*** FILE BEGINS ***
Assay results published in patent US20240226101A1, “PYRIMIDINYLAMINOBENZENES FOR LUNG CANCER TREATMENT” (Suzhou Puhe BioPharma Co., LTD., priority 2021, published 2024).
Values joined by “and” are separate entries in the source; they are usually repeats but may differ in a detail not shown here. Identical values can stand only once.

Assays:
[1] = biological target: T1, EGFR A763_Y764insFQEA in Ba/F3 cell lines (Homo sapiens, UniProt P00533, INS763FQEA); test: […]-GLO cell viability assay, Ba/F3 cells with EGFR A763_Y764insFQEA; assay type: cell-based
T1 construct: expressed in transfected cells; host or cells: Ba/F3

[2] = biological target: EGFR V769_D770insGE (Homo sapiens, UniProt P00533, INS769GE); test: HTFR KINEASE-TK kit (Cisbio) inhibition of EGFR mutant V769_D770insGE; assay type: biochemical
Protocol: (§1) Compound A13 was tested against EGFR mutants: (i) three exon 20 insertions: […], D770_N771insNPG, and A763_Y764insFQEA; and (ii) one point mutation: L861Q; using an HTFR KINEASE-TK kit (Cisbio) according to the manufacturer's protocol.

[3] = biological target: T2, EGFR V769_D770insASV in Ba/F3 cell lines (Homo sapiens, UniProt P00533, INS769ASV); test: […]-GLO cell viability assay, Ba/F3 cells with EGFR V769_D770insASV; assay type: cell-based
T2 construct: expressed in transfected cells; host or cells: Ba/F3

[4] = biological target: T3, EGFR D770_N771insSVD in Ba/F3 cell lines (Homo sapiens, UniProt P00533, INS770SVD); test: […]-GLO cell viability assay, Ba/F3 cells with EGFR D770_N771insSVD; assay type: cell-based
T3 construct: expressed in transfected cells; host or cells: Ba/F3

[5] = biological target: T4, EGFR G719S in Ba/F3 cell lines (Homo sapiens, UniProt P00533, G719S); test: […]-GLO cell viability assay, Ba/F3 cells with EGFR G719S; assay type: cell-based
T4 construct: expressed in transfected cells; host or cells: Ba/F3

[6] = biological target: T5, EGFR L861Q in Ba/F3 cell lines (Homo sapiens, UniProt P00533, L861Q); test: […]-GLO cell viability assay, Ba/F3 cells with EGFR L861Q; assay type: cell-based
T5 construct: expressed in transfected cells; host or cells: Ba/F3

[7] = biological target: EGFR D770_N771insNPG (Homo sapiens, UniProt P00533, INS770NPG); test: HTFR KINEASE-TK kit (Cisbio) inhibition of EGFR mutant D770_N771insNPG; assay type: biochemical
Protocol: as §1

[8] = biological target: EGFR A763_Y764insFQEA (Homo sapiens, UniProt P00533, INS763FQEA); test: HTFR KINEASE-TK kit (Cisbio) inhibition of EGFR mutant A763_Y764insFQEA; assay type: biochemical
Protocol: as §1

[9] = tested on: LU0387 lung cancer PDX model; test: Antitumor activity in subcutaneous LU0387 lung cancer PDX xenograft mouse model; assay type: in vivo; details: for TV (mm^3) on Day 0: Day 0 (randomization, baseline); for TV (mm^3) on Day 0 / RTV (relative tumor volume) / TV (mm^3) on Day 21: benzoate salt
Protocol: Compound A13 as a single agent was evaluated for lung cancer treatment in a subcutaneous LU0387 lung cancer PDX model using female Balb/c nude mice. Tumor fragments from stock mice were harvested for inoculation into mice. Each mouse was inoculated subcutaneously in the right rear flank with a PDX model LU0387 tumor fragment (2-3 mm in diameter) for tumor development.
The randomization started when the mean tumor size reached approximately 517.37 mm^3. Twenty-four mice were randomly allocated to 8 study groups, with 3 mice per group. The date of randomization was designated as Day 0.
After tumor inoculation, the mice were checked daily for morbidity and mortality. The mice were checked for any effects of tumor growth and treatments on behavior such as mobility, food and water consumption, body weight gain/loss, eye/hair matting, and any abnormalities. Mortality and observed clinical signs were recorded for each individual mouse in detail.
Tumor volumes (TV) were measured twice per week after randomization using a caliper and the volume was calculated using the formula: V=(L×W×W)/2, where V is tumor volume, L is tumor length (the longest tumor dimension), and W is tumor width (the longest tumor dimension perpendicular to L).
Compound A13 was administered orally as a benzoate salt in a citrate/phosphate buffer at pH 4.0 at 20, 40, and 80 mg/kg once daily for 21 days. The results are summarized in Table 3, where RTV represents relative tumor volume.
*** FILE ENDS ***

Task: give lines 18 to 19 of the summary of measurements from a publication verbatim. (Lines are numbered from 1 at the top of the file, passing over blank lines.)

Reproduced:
[8] = biological target: EGFR A763_Y764insFQEA (Homo sapiens, UniProt P00533, INS763FQEA); test: HTFR KINEASE-TK kit (Cisbio) inhibition of EGFR mutant A763_Y764insFQEA; assay type: biochemical
Protocol: as §1